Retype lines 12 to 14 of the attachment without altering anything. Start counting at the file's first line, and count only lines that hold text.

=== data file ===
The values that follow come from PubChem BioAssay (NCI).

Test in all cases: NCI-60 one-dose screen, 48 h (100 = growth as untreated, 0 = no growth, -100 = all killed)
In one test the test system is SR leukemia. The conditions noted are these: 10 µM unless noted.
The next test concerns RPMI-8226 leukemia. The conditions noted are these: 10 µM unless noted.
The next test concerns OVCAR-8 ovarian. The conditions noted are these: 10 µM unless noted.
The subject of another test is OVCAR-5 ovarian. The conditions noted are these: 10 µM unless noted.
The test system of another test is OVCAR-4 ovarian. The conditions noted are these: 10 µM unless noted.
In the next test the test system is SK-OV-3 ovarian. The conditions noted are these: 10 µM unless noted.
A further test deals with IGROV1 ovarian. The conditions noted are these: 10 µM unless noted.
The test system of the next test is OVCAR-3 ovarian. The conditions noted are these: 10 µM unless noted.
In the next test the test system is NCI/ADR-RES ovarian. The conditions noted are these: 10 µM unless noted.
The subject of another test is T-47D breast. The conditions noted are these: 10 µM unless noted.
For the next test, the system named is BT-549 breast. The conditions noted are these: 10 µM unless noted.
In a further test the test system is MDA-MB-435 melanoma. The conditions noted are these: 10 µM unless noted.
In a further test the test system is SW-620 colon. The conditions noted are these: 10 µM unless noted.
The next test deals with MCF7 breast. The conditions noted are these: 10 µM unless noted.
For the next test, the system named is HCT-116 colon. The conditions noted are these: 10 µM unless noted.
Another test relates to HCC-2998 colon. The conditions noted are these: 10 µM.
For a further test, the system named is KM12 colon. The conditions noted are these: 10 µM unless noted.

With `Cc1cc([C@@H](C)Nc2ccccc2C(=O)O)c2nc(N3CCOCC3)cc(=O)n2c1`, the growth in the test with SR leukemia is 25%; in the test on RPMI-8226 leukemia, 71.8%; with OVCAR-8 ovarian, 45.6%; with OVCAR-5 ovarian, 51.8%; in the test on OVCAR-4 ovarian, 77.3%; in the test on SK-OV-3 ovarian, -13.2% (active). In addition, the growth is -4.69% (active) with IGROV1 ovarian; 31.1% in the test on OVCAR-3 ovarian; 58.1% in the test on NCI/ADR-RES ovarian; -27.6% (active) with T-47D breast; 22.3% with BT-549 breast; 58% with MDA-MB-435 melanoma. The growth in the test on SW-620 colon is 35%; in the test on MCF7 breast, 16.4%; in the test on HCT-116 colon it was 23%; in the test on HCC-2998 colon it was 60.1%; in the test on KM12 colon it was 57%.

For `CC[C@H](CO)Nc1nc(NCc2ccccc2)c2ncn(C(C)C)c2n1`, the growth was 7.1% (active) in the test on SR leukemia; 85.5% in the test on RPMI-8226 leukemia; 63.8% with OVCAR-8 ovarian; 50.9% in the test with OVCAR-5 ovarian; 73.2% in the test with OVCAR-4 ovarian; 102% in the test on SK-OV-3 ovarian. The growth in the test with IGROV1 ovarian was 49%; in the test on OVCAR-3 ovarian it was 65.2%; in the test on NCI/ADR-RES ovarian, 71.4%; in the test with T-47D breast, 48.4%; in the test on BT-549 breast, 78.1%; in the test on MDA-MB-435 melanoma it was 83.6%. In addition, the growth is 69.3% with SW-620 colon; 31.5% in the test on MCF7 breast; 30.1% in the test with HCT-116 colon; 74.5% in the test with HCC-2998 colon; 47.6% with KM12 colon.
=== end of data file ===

The subject of another test is T-47D breast. The conditions noted are these: 10 µM unless noted.
For the next test, the system named is BT-549 breast. The conditions noted are these: 10 µM unless noted.
In a further test the test system is MDA-MB-435 melanoma. The conditions noted are these: 10 µM unless noted.